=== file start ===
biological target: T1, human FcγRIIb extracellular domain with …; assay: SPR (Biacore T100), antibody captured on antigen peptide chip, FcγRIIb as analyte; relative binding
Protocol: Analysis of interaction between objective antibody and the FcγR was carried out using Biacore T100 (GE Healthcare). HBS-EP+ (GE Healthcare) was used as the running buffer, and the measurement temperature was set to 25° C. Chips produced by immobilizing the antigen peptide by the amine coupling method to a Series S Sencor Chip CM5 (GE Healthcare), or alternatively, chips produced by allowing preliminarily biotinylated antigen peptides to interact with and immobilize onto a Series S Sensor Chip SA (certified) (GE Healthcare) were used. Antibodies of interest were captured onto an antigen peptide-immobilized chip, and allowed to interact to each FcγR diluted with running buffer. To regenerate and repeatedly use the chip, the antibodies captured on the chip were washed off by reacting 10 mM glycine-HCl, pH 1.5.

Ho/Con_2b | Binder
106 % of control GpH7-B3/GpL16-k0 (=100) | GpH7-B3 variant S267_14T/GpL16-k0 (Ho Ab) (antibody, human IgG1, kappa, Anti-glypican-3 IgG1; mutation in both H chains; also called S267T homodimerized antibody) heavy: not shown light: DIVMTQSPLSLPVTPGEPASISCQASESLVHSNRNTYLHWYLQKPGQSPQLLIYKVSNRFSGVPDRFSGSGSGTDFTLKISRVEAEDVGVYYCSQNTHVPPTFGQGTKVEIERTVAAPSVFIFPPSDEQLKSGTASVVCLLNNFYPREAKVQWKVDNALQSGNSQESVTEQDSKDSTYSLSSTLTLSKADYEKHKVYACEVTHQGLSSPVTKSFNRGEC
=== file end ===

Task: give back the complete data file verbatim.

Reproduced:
biological target: T1, human FcγRIIb extracellular domain with …; assay: SPR (Biacore T100), antibody captured on antigen peptide chip, FcγRIIb as analyte; relative binding
Protocol: Analysis of interaction between objective antibody and the FcγR was carried out using Biacore T100 (GE Healthcare). HBS-EP+ (GE Healthcare) was used as the running buffer, and the measurement temperature was set to 25° C. Chips produced by immobilizing the antigen peptide by the amine coupling method to a Series S Sencor Chip CM5 (GE Healthcare), or alternatively, chips produced by allowing preliminarily biotinylated antigen peptides to interact with and immobilize onto a Series S Sensor Chip SA (certified) (GE Healthcare) were used. Antibodies of interest were captured onto an antigen peptide-immobilized chip, and allowed to interact to each FcγR diluted with running buffer. To regenerate and repeatedly use the chip, the antibodies captured on the chip were washed off by reacting 10 mM glycine-HCl, pH 1.5.

Ho/Con_2b | Binder
106 % of control GpH7-B3/GpL16-k0 (=100) | GpH7-B3 variant S267_14T/GpL16-k0 (Ho Ab) (antibody, human IgG1, kappa, Anti-glypican-3 IgG1; mutation in both H chains; also called S267T homodimerized antibody) heavy: not shown light: DIVMTQSPLSLPVTPGEPASISCQASESLVHSNRNTYLHWYLQKPGQSPQLLIYKVSNRFSGVPDRFSGSGSGTDFTLKISRVEAEDVGVYYCSQNTHVPPTFGQGTKVEIERTVAAPSVFIFPPSDEQLKSGTASVVCLLNNFYPREAKVQWKVDNALQSGNSQESVTEQDSKDSTYSLSSTLTLSKADYEKHKVYACEVTHQGLSSPVTKSFNRGEC